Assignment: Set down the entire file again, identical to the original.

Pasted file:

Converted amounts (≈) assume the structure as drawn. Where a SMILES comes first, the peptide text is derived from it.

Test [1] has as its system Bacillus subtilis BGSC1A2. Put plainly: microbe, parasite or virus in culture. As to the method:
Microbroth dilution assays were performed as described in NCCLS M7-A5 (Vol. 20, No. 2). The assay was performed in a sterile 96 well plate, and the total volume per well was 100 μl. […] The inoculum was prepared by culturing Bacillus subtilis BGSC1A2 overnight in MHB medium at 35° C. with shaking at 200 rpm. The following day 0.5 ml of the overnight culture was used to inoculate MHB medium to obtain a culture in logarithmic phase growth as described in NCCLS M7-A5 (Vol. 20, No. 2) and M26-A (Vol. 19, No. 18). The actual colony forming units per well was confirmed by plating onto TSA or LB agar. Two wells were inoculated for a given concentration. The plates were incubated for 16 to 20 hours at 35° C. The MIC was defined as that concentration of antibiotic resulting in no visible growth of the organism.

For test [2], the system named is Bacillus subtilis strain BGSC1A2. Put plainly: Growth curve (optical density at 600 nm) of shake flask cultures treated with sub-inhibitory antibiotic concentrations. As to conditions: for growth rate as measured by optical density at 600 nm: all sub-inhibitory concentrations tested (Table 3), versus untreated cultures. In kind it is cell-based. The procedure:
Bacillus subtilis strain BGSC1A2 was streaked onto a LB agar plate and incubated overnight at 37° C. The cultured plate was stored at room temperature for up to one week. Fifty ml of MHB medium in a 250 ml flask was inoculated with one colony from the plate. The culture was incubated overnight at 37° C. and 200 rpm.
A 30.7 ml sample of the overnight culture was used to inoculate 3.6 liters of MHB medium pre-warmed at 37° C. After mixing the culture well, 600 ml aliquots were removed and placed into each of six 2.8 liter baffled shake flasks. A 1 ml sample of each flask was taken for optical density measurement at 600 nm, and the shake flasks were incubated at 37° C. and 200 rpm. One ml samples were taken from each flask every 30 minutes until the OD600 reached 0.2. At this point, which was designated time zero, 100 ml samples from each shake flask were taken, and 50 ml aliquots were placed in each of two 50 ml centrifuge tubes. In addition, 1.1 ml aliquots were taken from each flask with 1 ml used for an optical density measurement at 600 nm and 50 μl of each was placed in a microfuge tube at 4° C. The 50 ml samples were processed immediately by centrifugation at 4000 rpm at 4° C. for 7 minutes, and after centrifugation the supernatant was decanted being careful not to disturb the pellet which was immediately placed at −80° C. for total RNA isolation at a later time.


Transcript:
Converted amounts (≈) assume the structure as drawn. Where a SMILES comes first, the peptide text is derived from it.

Test [1] has as its system Bacillus subtilis BGSC1A2. Put plainly: microbe, parasite or virus in culture. As to the method:
Microbroth dilution assays were performed as described in NCCLS M7-A5 (Vol. 20, No. 2). The assay was performed in a sterile 96 well plate, and the total volume per well was 100 μl. […] The inoculum was prepared by culturing Bacillus subtilis BGSC1A2 overnight in MHB medium at 35° C. with shaking at 200 rpm. The following day 0.5 ml of the overnight culture was used to inoculate MHB medium to obtain a culture in logarithmic phase growth as described in NCCLS M7-A5 (Vol. 20, No. 2) and M26-A (Vol. 19, No. 18). The actual colony forming units per well was confirmed by plating onto TSA or LB agar. Two wells were inoculated for a given concentration. The plates were incubated for 16 to 20 hours at 35° C. The MIC was defined as that concentration of antibiotic resulting in no visible growth of the organism.

For test [2], the system named is Bacillus subtilis strain BGSC1A2. Put plainly: Growth curve (optical density at 600 nm) of shake flask cultures treated with sub-inhibitory antibiotic concentrations. As to conditions: for growth rate as measured by optical density at 600 nm: all sub-inhibitory concentrations tested (Table 3), versus untreated cultures. In kind it is cell-based. The procedure:
Bacillus subtilis strain BGSC1A2 was streaked onto a LB agar plate and incubated overnight at 37° C. The cultured plate was stored at room temperature for up to one week. Fifty ml of MHB medium in a 250 ml flask was inoculated with one colony from the plate. The culture was incubated overnight at 37° C. and 200 rpm.
A 30.7 ml sample of the overnight culture was used to inoculate 3.6 liters of MHB medium pre-warmed at 37° C. After mixing the culture well, 600 ml aliquots were removed and placed into each of six 2.8 liter baffled shake flasks. A 1 ml sample of each flask was taken for optical density measurement at 600 nm, and the shake flasks were incubated at 37° C. and 200 rpm. One ml samples were taken from each flask every 30 minutes until the OD600 reached 0.2. At this point, which was designated time zero, 100 ml samples from each shake flask were taken, and 50 ml aliquots were placed in each of two 50 ml centrifuge tubes. In addition, 1.1 ml aliquots were taken from each flask with 1 ml used for an optical density measurement at 600 nm and 50 μl of each was placed in a microfuge tube at 4° C. The 50 ml samples were processed immediately by centrifugation at 4000 rpm at 4° C. for 7 minutes, and after centrifugation the supernatant was decanted being careful not to disturb the pellet which was immediately placed at −80° C. for total RNA isolation at a later time.